Partanna, a startup co-founded by former NBA star Rick Fox, has secured a $12 million pre-seed investment from Cherubic Ventures for making concrete that avoids and removes carbon dioxide, which generates carbon avoidance and removal credits in return.
Partana is now valued at $190 million, according to PitchBook data.
Cement Carbon Pollution
Cement is the most widely-used substance after water. The global cement industry is responsible for emitting 8% of the total carbon footprint, much more than aviation’s emissions.
If the industry were a country, it would be the 3rd-biggest emitter of CO2 in the world, after the U.S. and China. Its emission comes from the huge amounts of CO2 emitted by burning fossil fuels, which is often coal.
Producing Portland cement, a binder holding the aggregates together, requires heating limestone and other minerals at elevated temperatures. The process releases tons of CO2 into the air.
And that’s what Partanna is trying to change with its unique concrete formulation perfected by the company’s co-founder Sam Marshall.
Partanna’s Concrete: Removing Carbon Like a Tree
Based in the Bahamas, Partanna was founded in 2021 together by Rick Fox and Sam Marshall. The company claims that its carbon-negative building material is just as affordable, versatile, and durable as traditional cement.
But how Partanna’s concrete is made is much better for the environment and the construction industry in general.
Instead of using Portland cement, a big source of CO2 emissions, the concrete startup is using a special mixture of natural and recycled ingredients cured at ambient temperature. They don’t use high-energy process that pollutes the air and warms the planet.
What makes Partanna’s concrete a game-changer in the construction industry is the use of locally-sourced recycled components, reduced processing costs, and the generation of carbon credits.
Brine and Slag
These are two key components of Partanna’s concrete.
According to the U.S. Geological Survey, the world generates around 190 million – 280 million metric tons of steel slag, a waste product from steel production.
Meanwhile, about 16,000 desalination plants worldwide are producing brine, which Partanna uses instead of freshwater. If applied at a large-scale desalination plant, Partanna’s brine technology can remove millions of units of CO₂ each day. It can also reduce the amount of brine that ends up in the oceans and waterways.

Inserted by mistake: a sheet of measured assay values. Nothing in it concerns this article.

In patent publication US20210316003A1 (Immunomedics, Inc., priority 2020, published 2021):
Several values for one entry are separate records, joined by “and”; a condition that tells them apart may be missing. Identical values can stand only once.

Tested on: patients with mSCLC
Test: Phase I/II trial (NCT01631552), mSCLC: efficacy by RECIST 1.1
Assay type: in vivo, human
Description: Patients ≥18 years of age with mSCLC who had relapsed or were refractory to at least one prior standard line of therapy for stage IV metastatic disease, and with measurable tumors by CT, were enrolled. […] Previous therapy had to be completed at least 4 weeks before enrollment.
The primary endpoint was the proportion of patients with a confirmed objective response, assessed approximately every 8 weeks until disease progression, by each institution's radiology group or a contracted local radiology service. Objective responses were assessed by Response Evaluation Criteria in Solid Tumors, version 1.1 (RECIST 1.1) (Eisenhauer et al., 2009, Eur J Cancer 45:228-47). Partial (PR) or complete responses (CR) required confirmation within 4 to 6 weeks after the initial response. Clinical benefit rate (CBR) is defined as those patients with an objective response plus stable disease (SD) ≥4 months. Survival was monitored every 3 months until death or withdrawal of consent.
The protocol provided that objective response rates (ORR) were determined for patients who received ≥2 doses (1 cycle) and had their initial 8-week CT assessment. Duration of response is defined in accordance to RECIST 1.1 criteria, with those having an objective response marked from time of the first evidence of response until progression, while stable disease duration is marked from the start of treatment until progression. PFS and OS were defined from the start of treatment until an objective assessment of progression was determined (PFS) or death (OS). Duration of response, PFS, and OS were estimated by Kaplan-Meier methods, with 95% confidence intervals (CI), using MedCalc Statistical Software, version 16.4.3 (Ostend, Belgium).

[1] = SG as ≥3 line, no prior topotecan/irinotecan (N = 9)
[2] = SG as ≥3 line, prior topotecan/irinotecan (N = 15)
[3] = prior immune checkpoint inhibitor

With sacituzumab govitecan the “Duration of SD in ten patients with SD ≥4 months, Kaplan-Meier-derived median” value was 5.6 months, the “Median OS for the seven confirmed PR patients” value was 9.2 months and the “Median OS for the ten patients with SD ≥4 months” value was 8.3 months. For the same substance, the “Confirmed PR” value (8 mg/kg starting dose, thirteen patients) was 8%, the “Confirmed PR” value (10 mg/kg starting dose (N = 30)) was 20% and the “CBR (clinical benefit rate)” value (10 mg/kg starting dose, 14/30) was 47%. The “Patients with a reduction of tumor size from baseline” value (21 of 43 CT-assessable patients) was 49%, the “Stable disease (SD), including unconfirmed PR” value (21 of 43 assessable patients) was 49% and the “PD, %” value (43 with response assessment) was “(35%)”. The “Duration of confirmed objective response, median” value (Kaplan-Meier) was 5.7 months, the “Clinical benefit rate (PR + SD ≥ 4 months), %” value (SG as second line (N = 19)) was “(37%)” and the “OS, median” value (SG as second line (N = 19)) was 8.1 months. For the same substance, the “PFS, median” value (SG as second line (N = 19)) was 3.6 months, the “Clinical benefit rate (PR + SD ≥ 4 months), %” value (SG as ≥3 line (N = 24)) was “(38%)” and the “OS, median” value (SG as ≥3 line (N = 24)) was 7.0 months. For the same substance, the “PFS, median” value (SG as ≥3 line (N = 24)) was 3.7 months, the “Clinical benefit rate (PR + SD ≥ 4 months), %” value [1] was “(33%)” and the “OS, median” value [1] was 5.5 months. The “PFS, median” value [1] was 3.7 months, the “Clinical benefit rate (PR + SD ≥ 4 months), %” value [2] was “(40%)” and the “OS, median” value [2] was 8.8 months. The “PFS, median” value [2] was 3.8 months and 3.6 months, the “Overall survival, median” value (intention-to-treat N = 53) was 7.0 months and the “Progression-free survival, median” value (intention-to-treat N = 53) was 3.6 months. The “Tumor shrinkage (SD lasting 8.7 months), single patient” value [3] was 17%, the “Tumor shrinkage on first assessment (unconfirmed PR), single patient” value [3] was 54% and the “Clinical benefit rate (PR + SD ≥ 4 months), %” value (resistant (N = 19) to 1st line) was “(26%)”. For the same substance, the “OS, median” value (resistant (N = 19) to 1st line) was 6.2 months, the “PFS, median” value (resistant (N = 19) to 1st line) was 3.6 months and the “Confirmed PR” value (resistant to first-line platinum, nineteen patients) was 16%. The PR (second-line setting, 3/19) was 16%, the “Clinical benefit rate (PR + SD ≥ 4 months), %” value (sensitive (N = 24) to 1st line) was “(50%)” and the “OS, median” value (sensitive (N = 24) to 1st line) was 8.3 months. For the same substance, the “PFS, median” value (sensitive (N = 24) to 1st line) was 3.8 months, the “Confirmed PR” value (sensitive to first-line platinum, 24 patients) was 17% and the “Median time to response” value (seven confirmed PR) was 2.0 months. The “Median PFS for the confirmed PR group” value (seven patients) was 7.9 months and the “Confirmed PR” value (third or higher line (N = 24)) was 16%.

Using steel slag and brine replaces Portland cement as a binder in making Partanna’s concrete. This makes the building material production capable of reducing both energy costs and carbon emissions.
Plus, the chemical reaction called carbonation during the material’s curing process removes CO2 from the air just like a tree.
While regular cement also does that, it’s not as much as Partanna’s concrete. As per Fox, each Partanna block can absorb carbon dioxide 100x faster than a regular cement block.
Since almost all environments contain CO2 and some water, the absorption continues throughout the life of the concrete block. This makes Partanna’s building material carbon negative and eligible for carbon credits.
Generating Avoidance and Removal Carbon Credits
At its current stage, the startup’s financial advantage over competitors is largely from carbon credits. The company says that:
“We are entering the market at a very opportune time where we can offer a high volume of credits that meet the criteria for the highest-value pricing.”
Partanna is selling carbon credits that come from the production of its concrete. A single block of its concrete generates 14.3 kg (31.4 lbs) of carbon credits. Around 80% of that from the CO2 it absorbs over its lifetime.
- In a sample calculation, the company said that one 1,250 square-foot home would remove almost 130 metric tons of CO2 and avoid another 54 metric tons.
So, the total avoided and removed CO2 per house is about 184 metric tons. The total carbon credit potential of the house is also the same – 184 carbon credits. Each credit represents a metric ton of avoided/removed CO2.
So, how does Partanna’s concrete carbon removal compares to a tree CO2 removal?
Unlike a tree, Partanna’s concrete blocks don’t need to be watered. In fact, its brine-based technology doesn’t require fresh water at all. Here’s how its net carbon removal compares to a tree, without accounting for the avoided emissions:
- Partanna’s standard CMU (concrete masonry unit) block is 25% stronger than traditional CMU
Verra, the world’s largest carbon crediting program, approved Partanna and its carbon removal to be listed on its VCS registry last year. It is the first verified carbon-absorbing building material to generate tradable carbon credits.
The government of Bahamas had signed a memorandum of understanding (MoU) with Partanna for the company to supply concrete for 1,000 homes over the next 3 years. The startup also attracted interests from the Middle East with Fox signing another MoU with a real estate developer owned by the Saudi Public Investment Fund.
By turning buildings into carbon sponges, Fox said that Partanna is “delinking pollution from development”.
The $12 million pre-seed funding shows that there’s a significant demand for Partanna’s concrete carbon removal. It caught the startup off guard, Fox says, which prompts the company to plan a large Series A.